Since the end of last month, with the outbreak of violent incidents in Issawiya, 106 Palestinians have been wounded. The list of places in which clashes have occurred reflects a mass onslaught of incendiary balloons and Molotov cocktails: eastern Jabaliyah, eastern Gaza, the al-Bureij Camp, eastern Rafah, Bet El, Jabel Mukaber, A-Tur, Issawiya, Eshkol, and elsewhere. The Islamic Jihad publication makes a point of calling the Israeli communities mughtasbah — “place of the oppressor,” or “stolen places.” It makes no difference if the place is Sderot, Eshkol, or West Bank communities like Bet El and Pasgot. According to Palestinian and Islamic terminology, it is all stolen, without any connection to some imaginary Green Line.

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The most recent clashes constitute the peak of the wave of protests against the “Deal of the Century” that the Trump administration is trying to promote as a possible blueprint for peace. The successful summit in Bahrain may have created economic incentives, but it also encouraged the elements that oppose peace to become more active, with the Islamic elements at the forefront. It is not only the Palestinian Authority that rejects the deal but also Hamas and Islamic Jihad, which consider it an attempt to bury the Palestinian problem for a handful of dollars.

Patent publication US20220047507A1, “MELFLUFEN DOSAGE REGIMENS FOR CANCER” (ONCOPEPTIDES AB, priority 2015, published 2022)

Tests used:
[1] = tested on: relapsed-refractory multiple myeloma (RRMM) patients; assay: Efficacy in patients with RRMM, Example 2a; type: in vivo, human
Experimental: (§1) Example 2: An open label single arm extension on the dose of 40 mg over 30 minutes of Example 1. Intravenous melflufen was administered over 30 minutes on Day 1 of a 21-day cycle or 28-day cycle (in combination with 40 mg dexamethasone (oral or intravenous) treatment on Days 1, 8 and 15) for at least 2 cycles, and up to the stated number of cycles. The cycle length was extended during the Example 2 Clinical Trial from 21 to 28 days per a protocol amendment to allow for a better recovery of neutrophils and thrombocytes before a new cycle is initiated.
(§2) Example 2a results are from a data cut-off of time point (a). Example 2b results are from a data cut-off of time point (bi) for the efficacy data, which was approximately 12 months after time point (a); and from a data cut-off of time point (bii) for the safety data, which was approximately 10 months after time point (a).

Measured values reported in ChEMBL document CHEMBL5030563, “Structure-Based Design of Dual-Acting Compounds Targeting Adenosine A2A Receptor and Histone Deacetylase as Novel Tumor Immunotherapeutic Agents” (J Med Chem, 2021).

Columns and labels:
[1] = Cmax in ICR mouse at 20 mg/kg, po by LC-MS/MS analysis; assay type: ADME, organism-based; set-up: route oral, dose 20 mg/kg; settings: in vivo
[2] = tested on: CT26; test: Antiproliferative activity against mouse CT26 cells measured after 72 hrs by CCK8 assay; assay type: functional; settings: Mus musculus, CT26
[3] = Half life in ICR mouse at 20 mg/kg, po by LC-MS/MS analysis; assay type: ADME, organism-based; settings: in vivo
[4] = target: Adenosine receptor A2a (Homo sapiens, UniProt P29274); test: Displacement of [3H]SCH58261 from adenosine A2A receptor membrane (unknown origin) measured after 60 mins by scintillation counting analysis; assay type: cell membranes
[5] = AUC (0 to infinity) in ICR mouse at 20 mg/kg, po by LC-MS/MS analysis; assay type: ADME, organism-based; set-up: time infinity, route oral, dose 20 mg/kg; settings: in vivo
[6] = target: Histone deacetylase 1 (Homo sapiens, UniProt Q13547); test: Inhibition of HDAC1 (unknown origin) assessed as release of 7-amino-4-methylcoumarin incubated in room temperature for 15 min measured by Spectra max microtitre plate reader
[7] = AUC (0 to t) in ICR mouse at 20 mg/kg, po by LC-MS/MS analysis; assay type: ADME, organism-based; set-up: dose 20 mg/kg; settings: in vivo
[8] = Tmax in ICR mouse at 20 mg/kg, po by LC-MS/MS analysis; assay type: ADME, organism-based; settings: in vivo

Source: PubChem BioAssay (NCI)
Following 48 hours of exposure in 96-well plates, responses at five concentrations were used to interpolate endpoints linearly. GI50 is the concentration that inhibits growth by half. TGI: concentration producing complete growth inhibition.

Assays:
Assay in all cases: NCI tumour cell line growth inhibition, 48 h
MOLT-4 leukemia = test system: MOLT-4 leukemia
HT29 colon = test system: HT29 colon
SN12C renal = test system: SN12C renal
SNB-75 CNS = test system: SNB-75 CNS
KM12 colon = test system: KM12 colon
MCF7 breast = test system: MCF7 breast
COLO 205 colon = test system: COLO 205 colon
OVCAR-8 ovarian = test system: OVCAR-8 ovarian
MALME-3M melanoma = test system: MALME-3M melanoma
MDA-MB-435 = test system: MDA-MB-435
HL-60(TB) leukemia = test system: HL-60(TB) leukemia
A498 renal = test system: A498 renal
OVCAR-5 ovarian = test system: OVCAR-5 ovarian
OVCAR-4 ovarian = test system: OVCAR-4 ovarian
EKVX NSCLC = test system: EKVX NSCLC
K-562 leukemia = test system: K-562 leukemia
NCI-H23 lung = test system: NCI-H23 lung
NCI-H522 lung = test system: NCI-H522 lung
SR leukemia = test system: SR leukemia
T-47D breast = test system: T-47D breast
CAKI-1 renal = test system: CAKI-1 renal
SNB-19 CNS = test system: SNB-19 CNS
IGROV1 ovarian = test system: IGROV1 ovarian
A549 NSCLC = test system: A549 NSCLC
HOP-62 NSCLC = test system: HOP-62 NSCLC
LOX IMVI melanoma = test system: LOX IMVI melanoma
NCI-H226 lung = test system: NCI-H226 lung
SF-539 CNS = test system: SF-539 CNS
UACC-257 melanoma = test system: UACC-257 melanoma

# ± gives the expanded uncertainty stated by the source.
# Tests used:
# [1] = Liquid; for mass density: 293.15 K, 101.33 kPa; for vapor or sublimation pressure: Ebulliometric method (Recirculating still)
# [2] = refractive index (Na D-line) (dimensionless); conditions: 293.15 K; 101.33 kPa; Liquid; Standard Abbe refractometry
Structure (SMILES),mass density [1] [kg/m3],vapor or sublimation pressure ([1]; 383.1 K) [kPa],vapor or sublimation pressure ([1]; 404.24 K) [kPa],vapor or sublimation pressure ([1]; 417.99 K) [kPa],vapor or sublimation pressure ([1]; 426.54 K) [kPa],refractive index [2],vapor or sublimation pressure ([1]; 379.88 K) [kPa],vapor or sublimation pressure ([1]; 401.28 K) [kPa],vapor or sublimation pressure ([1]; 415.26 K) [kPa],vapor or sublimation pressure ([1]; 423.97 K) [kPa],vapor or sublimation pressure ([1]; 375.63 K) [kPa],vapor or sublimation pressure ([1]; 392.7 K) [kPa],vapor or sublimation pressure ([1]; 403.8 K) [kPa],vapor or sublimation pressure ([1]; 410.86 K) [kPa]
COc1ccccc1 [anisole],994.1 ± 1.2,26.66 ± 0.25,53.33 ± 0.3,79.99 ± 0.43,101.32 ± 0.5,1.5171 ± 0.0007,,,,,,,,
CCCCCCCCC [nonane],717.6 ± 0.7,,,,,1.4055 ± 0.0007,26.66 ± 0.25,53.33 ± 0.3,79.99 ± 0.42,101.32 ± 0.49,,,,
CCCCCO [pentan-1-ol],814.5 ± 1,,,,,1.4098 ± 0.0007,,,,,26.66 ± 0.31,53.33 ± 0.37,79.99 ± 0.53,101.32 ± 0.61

“Is it not clear as sun to our Palestinian people and to our Arab Islamic nation and to the free peoples that the Deal of the Century must be rejected?” the new leader of Islamic Jihad, Ziad Nakhaleh, asked rhetorically. Khaled Mashal, former head of Hamas’ Political Bureau, likewise averred that “the Deal of the Century will be judged a failure and has no future.”